Reviewing Your Performance.
So you've made it through your first year. When you quit your job, you probably thought you'd escaped performance reviews for good, but I've got some bad news for you. It's actually a really good idea to review your performance at your own company, to take a look back and see what you did wrong and what you did right.
Did You Make a Profit or a Loss?
The first, and most important, question to answer is this: what does your balance sheet look like? You need to honestly add up all the numbers -- don't be tempted to add on money that you think you're a few days from getting, or take away bad purchases that proved useful in your personal life, for example. Hopefully you kept electronic records, so this shouldn't be too much trouble.
Once you know how you did, you need to look at how to do better. If you made a loss (as almost everyone does in their first year), what can you do about it? Where did the money go? If you made a profit then, well, congratulations! But you still need to think about how much of your profit to re-invest in the business, and how you can increase your profits next year. Remember that money makes money: once you're making a profit, wise investment can make it grow exponentially.
How Many Customers Did You Get?
Now, take a look at your customer database. What's the total number of people who dealt with you this year? How many is that per day, and how much did each one spend? Once you have this information, you can work out how much customers were paying you overall weekly, daily or even hourly. If it seems like a lot more than you saw, you need to ask yourself if you spent too much of their money on expenses. If it seems like hardly anything, then you're in trouble. Sorry to be blunt, but either you need to consider raising your prices, or you're just not doing enough marketing or working hard enough.
How Many Came Back?
Of course, a more important metric than the total number of customers you had last year is how many of them came back more than once. Work out what percentage of your business that was repeat business -- note that this means you count someone twice if they bought from you three times overall, three times if they bought from you four, and so on.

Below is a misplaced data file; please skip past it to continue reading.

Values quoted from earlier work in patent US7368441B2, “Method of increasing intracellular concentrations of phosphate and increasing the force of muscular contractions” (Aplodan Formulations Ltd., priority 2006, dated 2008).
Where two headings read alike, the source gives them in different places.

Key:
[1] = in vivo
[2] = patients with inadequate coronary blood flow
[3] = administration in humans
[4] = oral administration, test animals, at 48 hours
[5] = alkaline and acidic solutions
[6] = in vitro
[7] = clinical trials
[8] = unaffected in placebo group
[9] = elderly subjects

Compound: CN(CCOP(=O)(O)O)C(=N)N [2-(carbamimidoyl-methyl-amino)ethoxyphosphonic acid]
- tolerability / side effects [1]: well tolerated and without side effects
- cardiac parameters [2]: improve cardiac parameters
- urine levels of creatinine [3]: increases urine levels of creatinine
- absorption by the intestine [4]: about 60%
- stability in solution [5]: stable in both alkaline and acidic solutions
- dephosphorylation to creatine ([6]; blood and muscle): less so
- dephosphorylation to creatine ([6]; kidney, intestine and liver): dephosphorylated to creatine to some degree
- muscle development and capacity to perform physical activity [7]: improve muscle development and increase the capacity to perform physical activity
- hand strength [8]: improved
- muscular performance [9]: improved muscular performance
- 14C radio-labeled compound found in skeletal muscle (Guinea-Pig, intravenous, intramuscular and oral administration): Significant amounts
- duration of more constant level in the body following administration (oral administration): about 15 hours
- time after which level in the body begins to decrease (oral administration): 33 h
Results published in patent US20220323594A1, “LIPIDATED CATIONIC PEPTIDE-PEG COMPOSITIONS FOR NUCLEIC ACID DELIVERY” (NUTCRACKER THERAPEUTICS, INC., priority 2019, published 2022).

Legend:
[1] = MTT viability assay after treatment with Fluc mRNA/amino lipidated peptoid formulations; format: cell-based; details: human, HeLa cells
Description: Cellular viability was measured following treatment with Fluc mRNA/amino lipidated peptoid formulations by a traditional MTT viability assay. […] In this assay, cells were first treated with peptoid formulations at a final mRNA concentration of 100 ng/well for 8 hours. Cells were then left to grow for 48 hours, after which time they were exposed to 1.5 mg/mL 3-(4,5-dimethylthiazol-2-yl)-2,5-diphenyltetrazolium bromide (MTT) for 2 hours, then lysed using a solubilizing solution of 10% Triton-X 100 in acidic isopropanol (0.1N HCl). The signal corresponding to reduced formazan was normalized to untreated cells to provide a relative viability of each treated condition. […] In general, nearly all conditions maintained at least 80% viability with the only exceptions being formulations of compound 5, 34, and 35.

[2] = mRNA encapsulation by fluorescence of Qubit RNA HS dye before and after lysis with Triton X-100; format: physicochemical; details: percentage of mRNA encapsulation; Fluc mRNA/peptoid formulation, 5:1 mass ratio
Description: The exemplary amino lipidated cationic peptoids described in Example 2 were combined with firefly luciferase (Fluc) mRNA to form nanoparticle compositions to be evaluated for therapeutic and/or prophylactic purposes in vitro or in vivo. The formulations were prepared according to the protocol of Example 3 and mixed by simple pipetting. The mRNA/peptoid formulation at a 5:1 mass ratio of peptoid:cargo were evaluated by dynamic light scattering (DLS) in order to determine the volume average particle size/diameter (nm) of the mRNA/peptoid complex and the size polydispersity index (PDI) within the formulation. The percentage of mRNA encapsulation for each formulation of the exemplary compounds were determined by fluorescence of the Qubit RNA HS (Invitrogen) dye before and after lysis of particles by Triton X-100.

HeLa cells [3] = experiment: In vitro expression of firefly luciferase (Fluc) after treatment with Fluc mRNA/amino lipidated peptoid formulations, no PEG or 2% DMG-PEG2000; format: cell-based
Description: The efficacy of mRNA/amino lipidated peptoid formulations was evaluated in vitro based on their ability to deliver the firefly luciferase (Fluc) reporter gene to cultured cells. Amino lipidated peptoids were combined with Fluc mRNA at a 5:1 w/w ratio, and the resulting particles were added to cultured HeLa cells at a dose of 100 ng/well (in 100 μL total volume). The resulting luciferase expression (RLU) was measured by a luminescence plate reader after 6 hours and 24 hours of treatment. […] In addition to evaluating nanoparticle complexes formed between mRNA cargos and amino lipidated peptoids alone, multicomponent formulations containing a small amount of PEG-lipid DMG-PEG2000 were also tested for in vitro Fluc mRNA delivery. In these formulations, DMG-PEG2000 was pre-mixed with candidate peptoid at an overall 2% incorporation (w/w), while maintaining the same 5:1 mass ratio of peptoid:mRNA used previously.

An easy way to do this is to simply take your number that says how many times a customer has dealt with you, subtract one from all of them, and then add it up. Once you know the raw amount of repeat business, you need to divide it by your total number of customers and then multiply by 100. This gives you a percentage. If your repeat business is lower than 20% or so of your total business, this is cause for concern. Are you doing enough to stay in touch with your existing customers?
What Did Customer Complaints Say?
I hope you kept hold of every customer complaint you got, even if you fixed it at the time. You need to take a good look over what you did right, what you did wrong and what you messed up. I know you dealt with things as they came up, but looking back over everything can help you to see the big picture. It's all too easy to miss quite simple patterns when you're in the thick of it day-to-day, and looking at the complaints can reveal a trend that you weren't expecting.
What Have You Learned?
It can be useful to write yourself out a list of lessons at the end of the year, even if it's things like 'quarter-page magazine ads are just as effective as half-page ones' or 'make lunch later in the day so you eat it faster'. Your accumulated knowledge is valuable: you've paid for it in cash and in sweat, so make sure you don't forget it. See if you can come up with a list of positive things to do next year to make your business even better!